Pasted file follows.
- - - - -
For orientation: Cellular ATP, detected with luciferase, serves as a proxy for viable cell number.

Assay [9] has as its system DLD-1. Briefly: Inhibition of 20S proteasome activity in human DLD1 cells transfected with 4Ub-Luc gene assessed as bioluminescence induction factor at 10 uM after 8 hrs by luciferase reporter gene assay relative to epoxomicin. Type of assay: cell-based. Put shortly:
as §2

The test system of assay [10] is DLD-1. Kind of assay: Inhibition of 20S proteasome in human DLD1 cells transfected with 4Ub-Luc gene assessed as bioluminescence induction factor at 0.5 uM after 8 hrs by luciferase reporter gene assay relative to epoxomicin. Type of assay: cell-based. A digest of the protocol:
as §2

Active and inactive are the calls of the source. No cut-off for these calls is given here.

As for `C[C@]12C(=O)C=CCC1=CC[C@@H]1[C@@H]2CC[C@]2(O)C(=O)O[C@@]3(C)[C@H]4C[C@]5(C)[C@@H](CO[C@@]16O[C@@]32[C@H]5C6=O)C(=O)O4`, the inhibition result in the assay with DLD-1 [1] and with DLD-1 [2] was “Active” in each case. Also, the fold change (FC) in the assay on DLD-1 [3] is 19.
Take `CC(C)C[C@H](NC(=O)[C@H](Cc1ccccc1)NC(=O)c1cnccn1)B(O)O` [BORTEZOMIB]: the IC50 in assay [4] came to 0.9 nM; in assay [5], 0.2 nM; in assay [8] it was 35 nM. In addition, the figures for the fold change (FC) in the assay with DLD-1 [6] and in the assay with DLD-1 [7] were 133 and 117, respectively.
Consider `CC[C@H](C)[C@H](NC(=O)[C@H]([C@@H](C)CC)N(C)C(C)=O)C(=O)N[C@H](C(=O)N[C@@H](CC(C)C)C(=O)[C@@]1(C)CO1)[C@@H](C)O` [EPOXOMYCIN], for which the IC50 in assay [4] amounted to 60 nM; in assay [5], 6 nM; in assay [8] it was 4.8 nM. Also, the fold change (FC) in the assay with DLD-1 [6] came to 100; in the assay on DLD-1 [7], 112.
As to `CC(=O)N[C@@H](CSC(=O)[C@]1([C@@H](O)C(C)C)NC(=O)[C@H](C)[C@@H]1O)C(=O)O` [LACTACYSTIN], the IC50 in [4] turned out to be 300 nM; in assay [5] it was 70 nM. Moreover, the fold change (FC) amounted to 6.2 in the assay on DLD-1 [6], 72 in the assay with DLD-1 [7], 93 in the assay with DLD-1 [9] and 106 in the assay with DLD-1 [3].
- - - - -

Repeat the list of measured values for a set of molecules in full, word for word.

For orientation: Cellular ATP, detected with luciferase, serves as a proxy for viable cell number.

Assay [9] has as its system DLD-1. Briefly: Inhibition of 20S proteasome activity in human DLD1 cells transfected with 4Ub-Luc gene assessed as bioluminescence induction factor at 10 uM after 8 hrs by luciferase reporter gene assay relative to epoxomicin. Type of assay: cell-based. Put shortly:
as §2

The test system of assay [10] is DLD-1. Kind of assay: Inhibition of 20S proteasome in human DLD1 cells transfected with 4Ub-Luc gene assessed as bioluminescence induction factor at 0.5 uM after 8 hrs by luciferase reporter gene assay relative to epoxomicin. Type of assay: cell-based. A digest of the protocol:
as §2

Active and inactive are the calls of the source. No cut-off for these calls is given here.

As for `C[C@]12C(=O)C=CCC1=CC[C@@H]1[C@@H]2CC[C@]2(O)C(=O)O[C@@]3(C)[C@H]4C[C@]5(C)[C@@H](CO[C@@]16O[C@@]32[C@H]5C6=O)C(=O)O4`, the inhibition result in the assay with DLD-1 [1] and with DLD-1 [2] was “Active” in each case. Also, the fold change (FC) in the assay on DLD-1 [3] is 19.
Take `CC(C)C[C@H](NC(=O)[C@H](Cc1ccccc1)NC(=O)c1cnccn1)B(O)O` [BORTEZOMIB]: the IC50 in assay [4] came to 0.9 nM; in assay [5], 0.2 nM; in assay [8] it was 35 nM. In addition, the figures for the fold change (FC) in the assay with DLD-1 [6] and in the assay with DLD-1 [7] were 133 and 117, respectively.
Consider `CC[C@H](C)[C@H](NC(=O)[C@H]([C@@H](C)CC)N(C)C(C)=O)C(=O)N[C@H](C(=O)N[C@@H](CC(C)C)C(=O)[C@@]1(C)CO1)[C@@H](C)O` [EPOXOMYCIN], for which the IC50 in assay [4] amounted to 60 nM; in assay [5], 6 nM; in assay [8] it was 4.8 nM. Also, the fold change (FC) in the assay with DLD-1 [6] came to 100; in the assay on DLD-1 [7], 112.
As to `CC(=O)N[C@@H](CSC(=O)[C@]1([C@@H](O)C(C)C)NC(=O)[C@H](C)[C@@H]1O)C(=O)O` [LACTACYSTIN], the IC50 in [4] turned out to be 300 nM; in assay [5] it was 70 nM. Moreover, the fold change (FC) amounted to 6.2 in the assay on DLD-1 [6], 72 in the assay with DLD-1 [7], 93 in the assay with DLD-1 [9] and 106 in the assay with DLD-1 [3].